Torex Suspends Employment Contracts Due To Blockade
The company called the disruption an “illegal blockade” and said it has been carried out by an outside union that wants to represent employees who already have a union. Torex has continued to pay its workforce since the disruption began in early November, except for those workers who took part in the blockade, but said it can no longer afford to do so.
The suspension of employment contracts was effective Saturday, although some workers will be kept to “manage the company’s ongoing responsibilities.” Torex said last week that employees taking part in a poll voted to return to work, but the blockade continued over the weekend anyway. The company added that it will reconsider the employment-contract suspension if the blockade is removed by the end of Dec. 20.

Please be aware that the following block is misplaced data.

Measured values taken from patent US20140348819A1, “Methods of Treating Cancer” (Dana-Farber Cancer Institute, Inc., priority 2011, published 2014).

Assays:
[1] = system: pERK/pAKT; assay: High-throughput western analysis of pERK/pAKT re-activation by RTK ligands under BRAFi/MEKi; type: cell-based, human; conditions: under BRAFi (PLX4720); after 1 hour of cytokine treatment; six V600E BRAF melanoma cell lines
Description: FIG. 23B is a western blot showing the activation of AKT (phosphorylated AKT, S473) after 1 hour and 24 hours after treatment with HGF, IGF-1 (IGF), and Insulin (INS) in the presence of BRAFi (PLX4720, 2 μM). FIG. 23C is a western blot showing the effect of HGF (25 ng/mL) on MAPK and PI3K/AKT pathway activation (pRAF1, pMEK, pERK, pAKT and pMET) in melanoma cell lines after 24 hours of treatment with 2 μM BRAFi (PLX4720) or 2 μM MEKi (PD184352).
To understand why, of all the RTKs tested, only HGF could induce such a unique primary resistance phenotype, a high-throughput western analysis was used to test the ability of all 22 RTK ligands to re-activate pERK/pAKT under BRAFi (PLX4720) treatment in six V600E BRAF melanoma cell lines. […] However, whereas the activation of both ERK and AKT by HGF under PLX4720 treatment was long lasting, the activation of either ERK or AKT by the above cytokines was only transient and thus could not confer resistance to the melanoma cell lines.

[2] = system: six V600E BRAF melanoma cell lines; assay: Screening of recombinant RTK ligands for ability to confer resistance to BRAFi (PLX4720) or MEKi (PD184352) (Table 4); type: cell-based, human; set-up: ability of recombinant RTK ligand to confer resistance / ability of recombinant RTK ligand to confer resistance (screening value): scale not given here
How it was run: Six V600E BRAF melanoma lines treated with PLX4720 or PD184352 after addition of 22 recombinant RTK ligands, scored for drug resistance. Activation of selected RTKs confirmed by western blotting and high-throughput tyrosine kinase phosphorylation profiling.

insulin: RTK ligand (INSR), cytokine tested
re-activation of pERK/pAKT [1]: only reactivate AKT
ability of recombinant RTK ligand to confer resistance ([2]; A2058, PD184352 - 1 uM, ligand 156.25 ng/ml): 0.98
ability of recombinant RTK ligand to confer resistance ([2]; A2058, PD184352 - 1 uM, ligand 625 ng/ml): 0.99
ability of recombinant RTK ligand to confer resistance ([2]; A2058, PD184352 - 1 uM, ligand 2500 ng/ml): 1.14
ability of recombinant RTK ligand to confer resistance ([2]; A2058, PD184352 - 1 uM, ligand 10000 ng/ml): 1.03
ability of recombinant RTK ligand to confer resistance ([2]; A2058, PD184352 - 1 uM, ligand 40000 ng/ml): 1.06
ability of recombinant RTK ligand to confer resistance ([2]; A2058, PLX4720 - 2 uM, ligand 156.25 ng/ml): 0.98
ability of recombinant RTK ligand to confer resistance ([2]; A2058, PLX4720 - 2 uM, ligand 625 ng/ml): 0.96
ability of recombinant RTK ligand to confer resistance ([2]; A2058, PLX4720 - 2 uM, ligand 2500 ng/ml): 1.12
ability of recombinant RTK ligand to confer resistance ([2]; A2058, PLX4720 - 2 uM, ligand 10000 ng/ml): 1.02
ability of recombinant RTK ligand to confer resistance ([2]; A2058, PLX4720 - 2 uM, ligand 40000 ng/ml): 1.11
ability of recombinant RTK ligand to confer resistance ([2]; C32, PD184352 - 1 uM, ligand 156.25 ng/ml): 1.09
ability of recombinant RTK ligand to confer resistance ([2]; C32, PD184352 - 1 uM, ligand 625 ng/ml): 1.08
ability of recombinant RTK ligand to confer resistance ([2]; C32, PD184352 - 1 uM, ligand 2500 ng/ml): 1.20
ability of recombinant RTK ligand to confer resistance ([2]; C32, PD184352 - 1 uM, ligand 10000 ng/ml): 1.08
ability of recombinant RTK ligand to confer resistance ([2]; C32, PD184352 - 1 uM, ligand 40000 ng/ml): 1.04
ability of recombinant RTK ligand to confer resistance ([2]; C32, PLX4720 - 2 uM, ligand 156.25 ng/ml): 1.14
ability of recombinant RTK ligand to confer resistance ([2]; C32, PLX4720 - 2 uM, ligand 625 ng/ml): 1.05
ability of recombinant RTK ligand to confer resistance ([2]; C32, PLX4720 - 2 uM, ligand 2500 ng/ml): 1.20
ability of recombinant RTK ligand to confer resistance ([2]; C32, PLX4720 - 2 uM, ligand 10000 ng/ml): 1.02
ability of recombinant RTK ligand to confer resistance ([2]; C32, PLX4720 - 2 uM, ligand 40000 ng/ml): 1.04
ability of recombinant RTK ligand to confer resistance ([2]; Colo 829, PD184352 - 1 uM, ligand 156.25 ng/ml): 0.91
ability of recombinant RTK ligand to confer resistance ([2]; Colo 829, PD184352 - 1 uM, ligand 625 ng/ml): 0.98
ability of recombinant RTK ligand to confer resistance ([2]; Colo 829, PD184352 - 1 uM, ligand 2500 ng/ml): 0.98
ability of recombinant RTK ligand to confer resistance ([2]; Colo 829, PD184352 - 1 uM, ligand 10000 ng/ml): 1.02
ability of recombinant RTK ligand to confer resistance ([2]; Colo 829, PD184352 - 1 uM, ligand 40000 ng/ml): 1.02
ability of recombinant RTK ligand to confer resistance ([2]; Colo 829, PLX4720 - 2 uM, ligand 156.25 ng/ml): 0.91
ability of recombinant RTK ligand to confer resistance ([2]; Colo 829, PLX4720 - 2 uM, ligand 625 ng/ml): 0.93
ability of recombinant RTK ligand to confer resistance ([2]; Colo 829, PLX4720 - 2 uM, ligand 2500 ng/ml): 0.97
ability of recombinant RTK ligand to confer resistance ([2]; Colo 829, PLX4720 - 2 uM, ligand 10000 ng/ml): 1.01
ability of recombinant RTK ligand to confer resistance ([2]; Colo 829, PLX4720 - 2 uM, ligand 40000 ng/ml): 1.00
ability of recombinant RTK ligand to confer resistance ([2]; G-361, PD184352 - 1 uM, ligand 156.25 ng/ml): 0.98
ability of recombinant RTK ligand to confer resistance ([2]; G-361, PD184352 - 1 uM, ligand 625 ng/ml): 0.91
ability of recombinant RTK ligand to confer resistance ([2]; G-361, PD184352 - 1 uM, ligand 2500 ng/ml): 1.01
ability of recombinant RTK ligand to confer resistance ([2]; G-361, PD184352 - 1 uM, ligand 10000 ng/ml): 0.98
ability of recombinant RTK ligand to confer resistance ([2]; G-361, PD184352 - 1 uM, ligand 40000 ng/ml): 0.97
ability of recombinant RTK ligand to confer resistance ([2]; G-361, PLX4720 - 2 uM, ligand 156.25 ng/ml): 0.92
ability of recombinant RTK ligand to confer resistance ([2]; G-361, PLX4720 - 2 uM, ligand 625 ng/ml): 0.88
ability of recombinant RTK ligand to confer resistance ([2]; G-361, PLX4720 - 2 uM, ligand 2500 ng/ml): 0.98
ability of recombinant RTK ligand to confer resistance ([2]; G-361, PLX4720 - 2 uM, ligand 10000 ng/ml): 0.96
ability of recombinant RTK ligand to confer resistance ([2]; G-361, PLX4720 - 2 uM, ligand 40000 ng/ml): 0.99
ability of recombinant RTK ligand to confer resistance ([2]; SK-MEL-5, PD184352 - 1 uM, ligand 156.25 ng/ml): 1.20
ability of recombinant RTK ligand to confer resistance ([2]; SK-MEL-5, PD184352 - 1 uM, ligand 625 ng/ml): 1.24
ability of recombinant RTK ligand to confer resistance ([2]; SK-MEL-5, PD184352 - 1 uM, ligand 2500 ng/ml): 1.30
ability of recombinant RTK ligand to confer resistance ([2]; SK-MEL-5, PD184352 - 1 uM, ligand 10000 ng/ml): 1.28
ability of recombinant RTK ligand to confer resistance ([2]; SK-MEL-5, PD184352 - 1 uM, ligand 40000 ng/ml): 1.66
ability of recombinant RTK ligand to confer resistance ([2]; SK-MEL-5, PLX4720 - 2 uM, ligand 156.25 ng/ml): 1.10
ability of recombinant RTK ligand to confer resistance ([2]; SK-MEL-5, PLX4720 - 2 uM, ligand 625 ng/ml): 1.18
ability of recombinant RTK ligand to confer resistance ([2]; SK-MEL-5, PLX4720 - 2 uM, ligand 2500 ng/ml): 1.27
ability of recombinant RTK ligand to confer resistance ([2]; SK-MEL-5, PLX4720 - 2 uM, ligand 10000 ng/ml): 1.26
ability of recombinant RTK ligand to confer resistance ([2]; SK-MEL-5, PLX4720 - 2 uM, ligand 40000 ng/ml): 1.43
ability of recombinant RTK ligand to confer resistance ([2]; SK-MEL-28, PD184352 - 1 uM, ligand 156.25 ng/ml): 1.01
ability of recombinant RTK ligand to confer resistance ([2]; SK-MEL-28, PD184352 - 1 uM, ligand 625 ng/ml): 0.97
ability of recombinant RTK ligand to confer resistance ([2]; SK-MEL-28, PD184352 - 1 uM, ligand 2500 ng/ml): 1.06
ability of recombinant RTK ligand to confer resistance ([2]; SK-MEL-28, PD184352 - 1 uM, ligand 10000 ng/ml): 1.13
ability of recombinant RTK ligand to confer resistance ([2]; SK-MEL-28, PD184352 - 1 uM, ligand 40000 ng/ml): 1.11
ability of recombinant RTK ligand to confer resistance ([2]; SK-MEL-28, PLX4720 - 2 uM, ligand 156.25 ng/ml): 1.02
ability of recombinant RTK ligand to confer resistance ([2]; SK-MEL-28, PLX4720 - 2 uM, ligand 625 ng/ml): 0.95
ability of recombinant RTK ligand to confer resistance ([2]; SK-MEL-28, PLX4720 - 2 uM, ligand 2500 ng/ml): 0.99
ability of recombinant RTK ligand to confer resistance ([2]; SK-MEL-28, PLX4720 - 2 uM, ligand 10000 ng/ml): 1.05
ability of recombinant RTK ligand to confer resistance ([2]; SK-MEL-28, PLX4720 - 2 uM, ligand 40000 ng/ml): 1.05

“We will continue to work with the Federal Labor Board to expedite the legal process that leads to a secret ballot for employees to select the union they wish to have represent them,” said Fred Stanford, president and chief executive officer. “As we have previously stated, we are willing to work with the union the employees select. While this process unfolds, it is essential the illegal blockade be lifted and the employees return to work immediately after Christmas.”
Torex said the first meeting of a formal Labor Board process occurred Wednesday and was to establish a date for a secret ballot in which the issue of union representation would be resolved through a vote by union-eligible employees. However, Torex said the union that began the blockade asked for a delay of the decision to establish a vote date until Jan. 30.
Commercial production at the Limon-Guajes Mine began in March 2016. Torex produced 212,711 ounces of gold during the first nine months of 2017, according to the third-quarter earnings report.